Monday, January 9, 2012

Granola Bars

For a long time, I cooked my dinners (and by extension, my lunches, since those are just leftovers), but I was still buying snacks and breakfast foods. Primarily, I bought granola and granola/protein bars and used them both as mid-morning snacks and meal substitutes on days when I was too busy or unmotivated or whatever to cook dinner.

Then I realized this was stupid. Here I was, endeavoring to make frugal, healthy, whole food meals, but eating expensive junky granola and protein bars. Seriously, that was the largest part of my food budget. Those things are freaking expensive.

And I thought, I can make soup from tomatoes I've grown myself. I can make bread and pasta and enchiladas and cookies from scratch. None of this stuff is actually hard to do. Why the heck am I shelling out all this money on granola bars when surely I can make healthier ones myself for much cheaper?

Yeah. It is ridiculously easy to make these things from scratch. I seriously probably spend as much time on prep for these as I used to spend dithering in the aisle at Sam's Club trying to figure out which box of bars provided the best nutritional value for the money (answer: none of them).

I bought the e-cookbook Healthy Snacks to Go by Katie Kimball at Kitchen Stewardship, and the below granola bar recipe is adapted from there. I highly recommend the book (I mean, it's only five dollars apparently I got it on sale. It's actually $6.95.) to anyone interested in homemade snacks. I usually use her granola recipe and protein bars recipe, as well, and if you are a Larabar fan, she has pages of recipes for making your own versions of their different flavors, too. Someone gave me a bag of dates recently and I think they are destined for a Larabar experiment. Also: homemade Wheat Thin crackers.

Alternatively, you can google a lot of this for free. So. You know.

Without further ado:

Homemade Granola Bars

Preheat oven to 325 degrees.

Melt 1 cup (2 sticks) butter, 2/3 cup honey (Katie's recipe calls for a full cup but that was too sweet for us), and 1 teaspoon vanilla in a medium bowl in the microwave (or on the stove if for some reason you'd rather handwash a pot than dishwasherify a bowl). I do this at 30 second intervals, stirring after each, and it takes maybe 2-3 minutes.

(If you want peanut butter granola bars, substitute 1/2 cup peanut butter for 1/2 cup of the butter.)

It will look like this.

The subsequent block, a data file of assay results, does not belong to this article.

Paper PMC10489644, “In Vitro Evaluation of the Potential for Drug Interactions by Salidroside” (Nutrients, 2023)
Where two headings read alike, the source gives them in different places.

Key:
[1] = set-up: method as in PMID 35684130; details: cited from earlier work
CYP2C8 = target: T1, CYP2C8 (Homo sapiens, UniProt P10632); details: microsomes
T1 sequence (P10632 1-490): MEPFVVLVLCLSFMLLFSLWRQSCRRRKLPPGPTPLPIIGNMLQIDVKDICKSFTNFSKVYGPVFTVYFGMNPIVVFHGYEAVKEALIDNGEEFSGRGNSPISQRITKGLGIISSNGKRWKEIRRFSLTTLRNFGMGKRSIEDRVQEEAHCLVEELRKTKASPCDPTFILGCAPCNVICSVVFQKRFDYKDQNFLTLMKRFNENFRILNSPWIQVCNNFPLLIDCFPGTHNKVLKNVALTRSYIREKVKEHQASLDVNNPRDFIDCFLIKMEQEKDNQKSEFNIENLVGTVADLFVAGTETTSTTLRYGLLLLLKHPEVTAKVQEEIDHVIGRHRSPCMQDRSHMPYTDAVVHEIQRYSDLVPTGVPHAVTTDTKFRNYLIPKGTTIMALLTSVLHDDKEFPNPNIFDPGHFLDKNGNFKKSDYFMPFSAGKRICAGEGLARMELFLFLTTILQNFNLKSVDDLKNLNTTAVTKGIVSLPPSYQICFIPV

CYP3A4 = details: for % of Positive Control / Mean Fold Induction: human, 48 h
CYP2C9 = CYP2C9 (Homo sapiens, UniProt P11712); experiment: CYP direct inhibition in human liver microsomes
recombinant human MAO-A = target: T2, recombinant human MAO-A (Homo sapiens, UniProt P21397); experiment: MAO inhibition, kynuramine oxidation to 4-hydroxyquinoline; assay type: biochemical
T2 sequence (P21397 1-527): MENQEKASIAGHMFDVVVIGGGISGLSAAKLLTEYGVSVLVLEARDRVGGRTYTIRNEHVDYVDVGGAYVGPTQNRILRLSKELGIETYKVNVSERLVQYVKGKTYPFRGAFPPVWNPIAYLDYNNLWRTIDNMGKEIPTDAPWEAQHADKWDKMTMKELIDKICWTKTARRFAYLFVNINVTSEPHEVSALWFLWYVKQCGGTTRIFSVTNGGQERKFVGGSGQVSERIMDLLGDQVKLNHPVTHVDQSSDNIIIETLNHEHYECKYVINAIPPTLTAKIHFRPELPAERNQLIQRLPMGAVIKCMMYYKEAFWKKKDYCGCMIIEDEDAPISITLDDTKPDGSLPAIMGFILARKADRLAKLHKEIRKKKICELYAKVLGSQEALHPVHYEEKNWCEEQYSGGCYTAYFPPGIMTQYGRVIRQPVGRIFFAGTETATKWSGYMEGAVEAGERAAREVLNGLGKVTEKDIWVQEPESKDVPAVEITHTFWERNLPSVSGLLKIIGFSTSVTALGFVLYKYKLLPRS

Meanwhile, mix together in a large bowl 4 1/2 cups of oats (yes, I just use instant oatmeal oats), 1 cup flour, 1 teaspoon baking soda, and 2 cups of mix-ins.

Dry ingredients.
Mix-ins are whatever you like in a granola bar. For this batch I used chocolate chips, dried cherries, sunflower seeds, coconut flakes, and chopped (well, pestled) almonds. I think it was one cup chocolate chips and then the rest together made one cup. You could use different flavors of chocolate chips, different nuts or dried fruit, whatever. I used all these things because I was almost out of all of them, so I just dumped in the bits I had left. Use what you have on hand, or plot out a delicious flavor combo and acquire those ingredients.

Pour your butter/honey mixture into the dry ingredients and mix well, until all the dry ingredients are moistened.

Before baking.
Press into a greased 9x13 pan. Bake for 15-20 minutes or until golden brownish and somewhat dried out. They will probably still be sort of moist, which to me is a plus. Let cool in the pan for at least ten minutes before cutting. Slice and store in an airtight container in a cool dry place.

(I'll try and remember to take a picture of the finished bars and stick that in here.)

They should last a month or so on your counter just fine (depending, I guess, on what you use for mix-ins) or longer in the fridge.

The DDH loves these things. He thinks they are more filling and satisfying than my homemade protein bars (strangely) and on par with the big Power Bar things he always requested before.

I love them also, but they are definitely sweet. Skipping the chocolate chips would help, but a lot of it is the honey, too. I'm not sure if you can cut back on the volume any more without affecting the consistency of the bar. You could try substituting unsweetened applesauce maybe for some of the honey, or coconut oil maybe? Things to experiment with. ^_^

1 comment:

  1. Katie, your homemade granola bars look great! We thought that you might be interested in checking out our Simply Delicious Meals Raisin Granola,, for a quick and nutritious snack. You also might be interested in our free e-cookbook: Fresh, Fast and Fabulous, Thanks for shopping at Sam’s Club and let us know if you try them.
    – Carrie from Sam’s Club



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